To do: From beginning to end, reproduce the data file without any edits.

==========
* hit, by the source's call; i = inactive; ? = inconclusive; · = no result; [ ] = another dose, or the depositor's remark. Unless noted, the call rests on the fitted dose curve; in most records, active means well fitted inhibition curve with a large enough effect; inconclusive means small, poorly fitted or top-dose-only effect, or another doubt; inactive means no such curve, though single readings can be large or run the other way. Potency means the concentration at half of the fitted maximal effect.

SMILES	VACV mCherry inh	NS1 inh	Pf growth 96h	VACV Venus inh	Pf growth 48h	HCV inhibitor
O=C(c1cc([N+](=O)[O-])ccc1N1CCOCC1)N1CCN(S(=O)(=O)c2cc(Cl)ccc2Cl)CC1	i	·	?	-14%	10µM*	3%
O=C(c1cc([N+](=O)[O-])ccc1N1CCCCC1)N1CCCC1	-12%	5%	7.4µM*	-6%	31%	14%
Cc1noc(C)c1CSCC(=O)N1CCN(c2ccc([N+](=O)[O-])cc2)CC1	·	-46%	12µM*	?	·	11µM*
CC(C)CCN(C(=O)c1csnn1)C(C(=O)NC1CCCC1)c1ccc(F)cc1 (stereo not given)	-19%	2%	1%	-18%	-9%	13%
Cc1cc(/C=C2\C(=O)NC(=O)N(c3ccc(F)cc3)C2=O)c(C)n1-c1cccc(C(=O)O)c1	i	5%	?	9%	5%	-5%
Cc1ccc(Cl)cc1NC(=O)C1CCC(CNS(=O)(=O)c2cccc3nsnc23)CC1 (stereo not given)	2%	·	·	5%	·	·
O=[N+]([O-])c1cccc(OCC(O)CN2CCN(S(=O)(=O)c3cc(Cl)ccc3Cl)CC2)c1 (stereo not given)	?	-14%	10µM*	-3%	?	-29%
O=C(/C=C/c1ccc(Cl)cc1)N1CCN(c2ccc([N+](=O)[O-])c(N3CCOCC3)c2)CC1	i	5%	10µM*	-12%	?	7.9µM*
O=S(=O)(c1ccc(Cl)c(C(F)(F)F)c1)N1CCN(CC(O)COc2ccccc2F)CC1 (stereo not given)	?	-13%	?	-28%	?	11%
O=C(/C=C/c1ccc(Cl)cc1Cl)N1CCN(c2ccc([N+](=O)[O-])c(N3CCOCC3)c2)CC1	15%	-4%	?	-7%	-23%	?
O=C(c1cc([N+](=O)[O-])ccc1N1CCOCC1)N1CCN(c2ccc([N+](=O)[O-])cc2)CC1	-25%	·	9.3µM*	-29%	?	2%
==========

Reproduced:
* hit, by the source's call; i = inactive; ? = inconclusive; · = no result; [ ] = another dose, or the depositor's remark. Unless noted, the call rests on the fitted dose curve; in most records, active means well fitted inhibition curve with a large enough effect; inconclusive means small, poorly fitted or top-dose-only effect, or another doubt; inactive means no such curve, though single readings can be large or run the other way. Potency means the concentration at half of the fitted maximal effect.

SMILES	VACV mCherry inh	NS1 inh	Pf growth 96h	VACV Venus inh	Pf growth 48h	HCV inhibitor
O=C(c1cc([N+](=O)[O-])ccc1N1CCOCC1)N1CCN(S(=O)(=O)c2cc(Cl)ccc2Cl)CC1	i	·	?	-14%	10µM*	3%
O=C(c1cc([N+](=O)[O-])ccc1N1CCCCC1)N1CCCC1	-12%	5%	7.4µM*	-6%	31%	14%
Cc1noc(C)c1CSCC(=O)N1CCN(c2ccc([N+](=O)[O-])cc2)CC1	·	-46%	12µM*	?	·	11µM*
CC(C)CCN(C(=O)c1csnn1)C(C(=O)NC1CCCC1)c1ccc(F)cc1 (stereo not given)	-19%	2%	1%	-18%	-9%	13%
Cc1cc(/C=C2\C(=O)NC(=O)N(c3ccc(F)cc3)C2=O)c(C)n1-c1cccc(C(=O)O)c1	i	5%	?	9%	5%	-5%
Cc1ccc(Cl)cc1NC(=O)C1CCC(CNS(=O)(=O)c2cccc3nsnc23)CC1 (stereo not given)	2%	·	·	5%	·	·
O=[N+]([O-])c1cccc(OCC(O)CN2CCN(S(=O)(=O)c3cc(Cl)ccc3Cl)CC2)c1 (stereo not given)	?	-14%	10µM*	-3%	?	-29%
O=C(/C=C/c1ccc(Cl)cc1)N1CCN(c2ccc([N+](=O)[O-])c(N3CCOCC3)c2)CC1	i	5%	10µM*	-12%	?	7.9µM*
O=S(=O)(c1ccc(Cl)c(C(F)(F)F)c1)N1CCN(CC(O)COc2ccccc2F)CC1 (stereo not given)	?	-13%	?	-28%	?	11%
O=C(/C=C/c1ccc(Cl)cc1Cl)N1CCN(c2ccc([N+](=O)[O-])c(N3CCOCC3)c2)CC1	15%	-4%	?	-7%	-23%	?
O=C(c1cc([N+](=O)[O-])ccc1N1CCOCC1)N1CCN(c2ccc([N+](=O)[O-])cc2)CC1	-25%	·	9.3µM*	-29%	?	2%